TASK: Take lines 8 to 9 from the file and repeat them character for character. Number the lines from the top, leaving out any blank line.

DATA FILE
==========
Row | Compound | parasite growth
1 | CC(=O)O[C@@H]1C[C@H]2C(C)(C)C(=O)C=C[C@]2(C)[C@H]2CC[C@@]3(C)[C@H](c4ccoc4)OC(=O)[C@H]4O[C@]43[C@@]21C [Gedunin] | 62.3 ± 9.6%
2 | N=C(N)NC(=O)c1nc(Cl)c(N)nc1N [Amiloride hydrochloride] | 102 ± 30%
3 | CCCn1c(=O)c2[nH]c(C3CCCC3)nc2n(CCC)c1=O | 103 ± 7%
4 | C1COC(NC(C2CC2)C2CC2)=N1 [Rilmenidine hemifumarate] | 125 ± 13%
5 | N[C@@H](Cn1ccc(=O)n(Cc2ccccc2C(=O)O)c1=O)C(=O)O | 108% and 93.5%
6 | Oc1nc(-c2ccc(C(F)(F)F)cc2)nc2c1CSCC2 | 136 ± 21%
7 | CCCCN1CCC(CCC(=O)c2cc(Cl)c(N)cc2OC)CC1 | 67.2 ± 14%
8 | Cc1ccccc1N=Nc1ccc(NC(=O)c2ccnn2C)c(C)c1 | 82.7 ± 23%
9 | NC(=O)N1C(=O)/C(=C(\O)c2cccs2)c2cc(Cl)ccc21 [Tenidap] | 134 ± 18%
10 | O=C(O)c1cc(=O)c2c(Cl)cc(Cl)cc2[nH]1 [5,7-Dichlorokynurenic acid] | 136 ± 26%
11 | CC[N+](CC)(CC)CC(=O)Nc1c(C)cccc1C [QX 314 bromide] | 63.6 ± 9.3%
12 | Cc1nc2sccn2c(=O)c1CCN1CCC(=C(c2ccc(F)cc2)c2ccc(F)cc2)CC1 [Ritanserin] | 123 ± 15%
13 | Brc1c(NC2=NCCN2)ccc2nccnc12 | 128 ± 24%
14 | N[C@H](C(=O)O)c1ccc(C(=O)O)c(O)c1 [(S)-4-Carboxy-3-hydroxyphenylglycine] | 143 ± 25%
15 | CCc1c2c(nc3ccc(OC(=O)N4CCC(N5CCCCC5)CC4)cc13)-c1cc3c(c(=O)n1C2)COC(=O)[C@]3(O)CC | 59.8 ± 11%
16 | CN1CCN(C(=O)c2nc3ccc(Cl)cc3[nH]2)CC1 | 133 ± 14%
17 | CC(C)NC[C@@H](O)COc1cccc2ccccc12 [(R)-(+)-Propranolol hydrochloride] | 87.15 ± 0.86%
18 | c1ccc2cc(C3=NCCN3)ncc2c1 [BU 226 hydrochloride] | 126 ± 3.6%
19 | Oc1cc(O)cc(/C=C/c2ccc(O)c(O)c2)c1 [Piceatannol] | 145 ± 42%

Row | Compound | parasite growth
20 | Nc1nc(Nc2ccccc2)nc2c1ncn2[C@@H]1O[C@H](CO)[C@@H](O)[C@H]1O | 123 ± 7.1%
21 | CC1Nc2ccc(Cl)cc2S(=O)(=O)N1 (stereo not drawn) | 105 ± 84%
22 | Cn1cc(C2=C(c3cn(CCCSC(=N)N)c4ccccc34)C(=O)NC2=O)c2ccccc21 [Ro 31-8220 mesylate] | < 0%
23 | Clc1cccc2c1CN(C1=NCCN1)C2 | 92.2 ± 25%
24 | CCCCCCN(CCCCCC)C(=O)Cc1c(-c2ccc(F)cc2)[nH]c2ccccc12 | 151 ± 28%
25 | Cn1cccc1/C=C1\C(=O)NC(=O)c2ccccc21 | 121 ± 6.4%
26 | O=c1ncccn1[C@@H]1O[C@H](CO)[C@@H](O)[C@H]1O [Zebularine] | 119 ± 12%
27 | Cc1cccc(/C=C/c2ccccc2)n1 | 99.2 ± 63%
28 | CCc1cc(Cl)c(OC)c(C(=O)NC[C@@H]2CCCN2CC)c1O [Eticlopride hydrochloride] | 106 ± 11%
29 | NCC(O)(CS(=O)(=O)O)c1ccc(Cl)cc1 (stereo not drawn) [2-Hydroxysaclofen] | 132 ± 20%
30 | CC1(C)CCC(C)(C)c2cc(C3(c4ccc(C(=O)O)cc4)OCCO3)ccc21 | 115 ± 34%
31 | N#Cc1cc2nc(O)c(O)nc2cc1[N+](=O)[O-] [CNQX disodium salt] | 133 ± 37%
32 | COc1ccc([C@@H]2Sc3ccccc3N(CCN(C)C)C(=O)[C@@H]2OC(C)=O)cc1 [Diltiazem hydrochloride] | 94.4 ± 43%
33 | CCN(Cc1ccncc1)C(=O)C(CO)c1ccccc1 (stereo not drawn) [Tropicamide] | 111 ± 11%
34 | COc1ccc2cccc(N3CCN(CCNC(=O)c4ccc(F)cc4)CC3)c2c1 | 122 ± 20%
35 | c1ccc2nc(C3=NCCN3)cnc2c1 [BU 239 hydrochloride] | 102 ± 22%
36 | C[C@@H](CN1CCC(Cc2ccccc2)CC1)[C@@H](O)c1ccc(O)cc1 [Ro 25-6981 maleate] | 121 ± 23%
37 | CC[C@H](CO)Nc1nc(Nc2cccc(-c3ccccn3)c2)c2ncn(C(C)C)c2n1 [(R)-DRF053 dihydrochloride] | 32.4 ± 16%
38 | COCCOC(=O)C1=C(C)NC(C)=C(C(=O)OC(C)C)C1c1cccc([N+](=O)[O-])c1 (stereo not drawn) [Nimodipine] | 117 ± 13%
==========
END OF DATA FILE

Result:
7 | CCCCN1CCC(CCC(=O)c2cc(Cl)c(N)cc2OC)CC1 | 67.2 ± 14%
8 | Cc1ccccc1N=Nc1ccc(NC(=O)c2ccnn2C)c(C)c1 | 82.7 ± 23%